Hamilton Herald Masthead


Front Page - Friday, May 22, 2020

Symphony’s annual fund campaign ends May 31

Donations allow the Chattanooga Symphony & Opera to bring educational and community programming to the Chattanooga area. - Photograph provided

The Chattanooga Symphony & Opera will conclude its 2019-20 annual fund campaign May 31 as the organization concludes its fiscal year.

This year’s campaign ends as the organization faces new challenges due to the COVID-19 health crisis. The remainder of its 2019-20 season was canceled as a precaution against the spread of the virus, including five regular concerts and both performances of “Disney in Concert” March 28.

The CSO instituted a temporary salary reduction for all administrative and artistic staff to help the organization financially and took steps to ensure musicians would still receive a portion of their lost wages for those canceled performances.

“Giving during these uncertain times keeps the CSO moving forward,” says Rebekah Cheney, CSO development director. “Since other streams of income are limited due to COVID-19, securing donations before our fiscal year-end is more important than ever.”

Ticket revenues account for less than 40% of CSO’s annual operating budget, making donations crucial in helping the organization bring music and music education to the community.

“Since the crisis has pushed people into their homes, access to the arts has become difficult for all of us,” says Taylor Brown, CSO principal bass. “It’s more important than ever for donors to continue to support the CSO, making it possible for all Chattanoogans to have access to the arts during these unprecedented times and into the future.”

The CSO has found new and creative ways to continue making music and educational programming accessible to community members as they shelter-in-place.

Its musicians have recorded a series of educational videos for use by Hamilton County schools, ranging from detailed overviews of the instruments of the orchestra to reading storybooks to the county’s youngest students.

The CSO is also bringing classical music into homes with digital performances on its social media accounts.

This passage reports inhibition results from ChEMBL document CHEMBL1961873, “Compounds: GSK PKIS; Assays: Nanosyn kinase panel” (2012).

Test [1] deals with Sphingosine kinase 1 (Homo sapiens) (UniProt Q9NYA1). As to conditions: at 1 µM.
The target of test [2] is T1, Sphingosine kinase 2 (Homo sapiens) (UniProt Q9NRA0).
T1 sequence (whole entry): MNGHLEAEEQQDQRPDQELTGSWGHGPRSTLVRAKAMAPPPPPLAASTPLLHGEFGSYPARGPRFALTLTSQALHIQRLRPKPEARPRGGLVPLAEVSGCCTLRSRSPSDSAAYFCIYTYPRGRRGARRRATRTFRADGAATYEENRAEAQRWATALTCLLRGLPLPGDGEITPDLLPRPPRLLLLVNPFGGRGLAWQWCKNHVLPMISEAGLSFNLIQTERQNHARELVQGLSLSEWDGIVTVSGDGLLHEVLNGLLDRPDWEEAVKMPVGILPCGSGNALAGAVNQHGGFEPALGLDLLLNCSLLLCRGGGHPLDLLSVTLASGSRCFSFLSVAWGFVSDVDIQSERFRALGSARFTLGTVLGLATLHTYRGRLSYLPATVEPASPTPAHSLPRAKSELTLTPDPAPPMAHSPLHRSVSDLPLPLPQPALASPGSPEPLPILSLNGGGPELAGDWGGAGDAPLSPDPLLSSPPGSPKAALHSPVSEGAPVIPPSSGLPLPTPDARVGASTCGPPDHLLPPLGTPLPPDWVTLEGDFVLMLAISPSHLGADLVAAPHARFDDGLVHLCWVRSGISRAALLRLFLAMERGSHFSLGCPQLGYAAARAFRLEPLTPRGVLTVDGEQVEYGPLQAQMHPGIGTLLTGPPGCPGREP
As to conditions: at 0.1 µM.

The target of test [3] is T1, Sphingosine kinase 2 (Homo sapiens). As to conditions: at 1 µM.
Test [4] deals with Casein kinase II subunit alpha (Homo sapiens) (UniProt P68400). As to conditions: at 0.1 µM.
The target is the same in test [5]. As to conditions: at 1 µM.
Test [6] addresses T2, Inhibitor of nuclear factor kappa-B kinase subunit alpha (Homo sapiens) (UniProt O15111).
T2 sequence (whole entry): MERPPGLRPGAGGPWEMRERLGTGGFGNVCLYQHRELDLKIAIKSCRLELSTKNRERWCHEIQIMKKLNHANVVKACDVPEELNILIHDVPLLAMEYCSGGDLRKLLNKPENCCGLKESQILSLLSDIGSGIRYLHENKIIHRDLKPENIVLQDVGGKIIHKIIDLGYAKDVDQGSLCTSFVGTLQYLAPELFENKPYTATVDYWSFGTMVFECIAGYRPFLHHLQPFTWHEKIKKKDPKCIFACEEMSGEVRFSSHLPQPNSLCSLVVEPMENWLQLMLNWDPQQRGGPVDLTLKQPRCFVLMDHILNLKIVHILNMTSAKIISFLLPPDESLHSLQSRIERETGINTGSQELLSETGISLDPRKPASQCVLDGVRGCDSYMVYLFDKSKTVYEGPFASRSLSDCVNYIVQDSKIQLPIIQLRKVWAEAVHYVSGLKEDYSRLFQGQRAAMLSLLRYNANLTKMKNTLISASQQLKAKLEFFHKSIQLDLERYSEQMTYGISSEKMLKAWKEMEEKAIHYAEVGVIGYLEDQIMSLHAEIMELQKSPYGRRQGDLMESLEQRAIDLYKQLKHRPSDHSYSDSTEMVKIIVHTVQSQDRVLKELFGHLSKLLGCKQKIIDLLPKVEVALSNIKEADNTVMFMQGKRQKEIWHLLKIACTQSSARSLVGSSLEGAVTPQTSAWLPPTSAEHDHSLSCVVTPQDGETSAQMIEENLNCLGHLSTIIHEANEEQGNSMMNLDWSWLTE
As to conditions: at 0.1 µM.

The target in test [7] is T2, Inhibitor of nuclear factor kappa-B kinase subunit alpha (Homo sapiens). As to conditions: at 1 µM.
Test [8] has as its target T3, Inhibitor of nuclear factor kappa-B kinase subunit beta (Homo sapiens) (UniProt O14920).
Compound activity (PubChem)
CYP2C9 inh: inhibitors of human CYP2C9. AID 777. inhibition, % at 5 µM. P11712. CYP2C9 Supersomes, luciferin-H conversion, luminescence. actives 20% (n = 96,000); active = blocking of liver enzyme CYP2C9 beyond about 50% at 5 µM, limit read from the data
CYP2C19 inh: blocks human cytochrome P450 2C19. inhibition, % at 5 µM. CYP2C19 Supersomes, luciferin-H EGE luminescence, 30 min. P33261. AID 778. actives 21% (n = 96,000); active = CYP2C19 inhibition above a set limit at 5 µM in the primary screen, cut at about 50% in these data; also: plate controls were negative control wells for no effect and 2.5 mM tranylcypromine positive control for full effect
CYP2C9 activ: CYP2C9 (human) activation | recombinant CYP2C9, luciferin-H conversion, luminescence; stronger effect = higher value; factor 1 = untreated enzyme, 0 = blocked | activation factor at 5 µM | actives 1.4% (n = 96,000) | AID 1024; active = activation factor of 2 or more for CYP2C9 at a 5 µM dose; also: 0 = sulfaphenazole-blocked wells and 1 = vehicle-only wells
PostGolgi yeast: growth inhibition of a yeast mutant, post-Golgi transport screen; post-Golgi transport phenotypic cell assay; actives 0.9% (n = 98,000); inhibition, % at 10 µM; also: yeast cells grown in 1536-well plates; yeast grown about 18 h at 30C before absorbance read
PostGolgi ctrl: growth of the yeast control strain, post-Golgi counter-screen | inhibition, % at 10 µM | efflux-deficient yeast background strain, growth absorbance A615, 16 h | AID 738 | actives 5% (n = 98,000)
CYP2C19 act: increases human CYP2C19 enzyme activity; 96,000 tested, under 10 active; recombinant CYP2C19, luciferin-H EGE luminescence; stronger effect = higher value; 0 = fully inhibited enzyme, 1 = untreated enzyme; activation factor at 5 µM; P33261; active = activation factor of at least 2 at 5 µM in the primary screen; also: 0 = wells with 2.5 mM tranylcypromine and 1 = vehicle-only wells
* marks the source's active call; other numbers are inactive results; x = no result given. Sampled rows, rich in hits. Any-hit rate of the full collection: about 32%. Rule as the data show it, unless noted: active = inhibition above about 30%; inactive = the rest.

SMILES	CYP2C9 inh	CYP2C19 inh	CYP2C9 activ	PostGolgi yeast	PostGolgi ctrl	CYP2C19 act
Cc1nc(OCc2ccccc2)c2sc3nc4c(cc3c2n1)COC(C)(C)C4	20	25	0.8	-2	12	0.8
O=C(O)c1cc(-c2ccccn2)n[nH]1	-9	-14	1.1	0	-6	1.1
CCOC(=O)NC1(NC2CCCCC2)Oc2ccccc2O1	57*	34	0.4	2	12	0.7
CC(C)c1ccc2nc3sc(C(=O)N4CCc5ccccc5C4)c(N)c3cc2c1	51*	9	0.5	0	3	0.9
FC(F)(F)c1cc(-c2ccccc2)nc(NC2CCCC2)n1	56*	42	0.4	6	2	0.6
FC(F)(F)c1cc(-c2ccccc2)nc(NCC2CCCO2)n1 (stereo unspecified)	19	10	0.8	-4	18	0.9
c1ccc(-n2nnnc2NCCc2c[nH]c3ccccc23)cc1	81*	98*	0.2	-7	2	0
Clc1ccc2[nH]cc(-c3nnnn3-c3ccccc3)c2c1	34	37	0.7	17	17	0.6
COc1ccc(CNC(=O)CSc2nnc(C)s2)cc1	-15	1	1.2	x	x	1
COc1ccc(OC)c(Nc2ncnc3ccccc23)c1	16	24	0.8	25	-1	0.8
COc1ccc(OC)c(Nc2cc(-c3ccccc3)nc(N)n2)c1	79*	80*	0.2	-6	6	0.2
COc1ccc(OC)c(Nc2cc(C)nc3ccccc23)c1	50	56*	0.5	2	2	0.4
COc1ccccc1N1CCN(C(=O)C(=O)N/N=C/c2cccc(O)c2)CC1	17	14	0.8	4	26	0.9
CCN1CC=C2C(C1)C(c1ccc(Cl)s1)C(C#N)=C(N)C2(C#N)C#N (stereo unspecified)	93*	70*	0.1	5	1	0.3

Audience members can even get a behind-the-scenes look at the lives of professional musicians with the Musician Social Media Takeover series, a new program in which a CSO musician takes the reins of the organization’s social media accounts for 24 hours to share music knowledge, demonstrations and more.

Donations also allow the organization to bring educational and community programming to the Chattanooga area.

The CSO’s education programs serve more than 35,000 students annually. The Ensembles in Schools program brings the organization’s musicians into local elementary and secondary schools to introduce students to instruments and basic music concepts with age-appropriate programs.

The organization also provides a variety of free community programming, including its Sensory Friendly Concert series, Instrument Petting Zoo and string and quintet performances at libraries, hospitals, public parks and community centers.

And the Chattanooga Symphony & Opera’s youth orchestras provide orchestral training and performance opportunities for more than 200 students from over 40 local schools.

“We talked a lot during the 2019-20 season about how music heals, comforts and inspires people across generations. This is even more apparent in context of the global health crisis,” Cheney says. “Each gift made this season – regardless of size – plays a part in the ongoing service of our community.”

Donate to the Chattanooga Symphony & Opera at chattanoogasymphony.org. Contact Cheney at rcheney@chattanoogasymphony.org.

Source: Chattanooga Symphony & Opera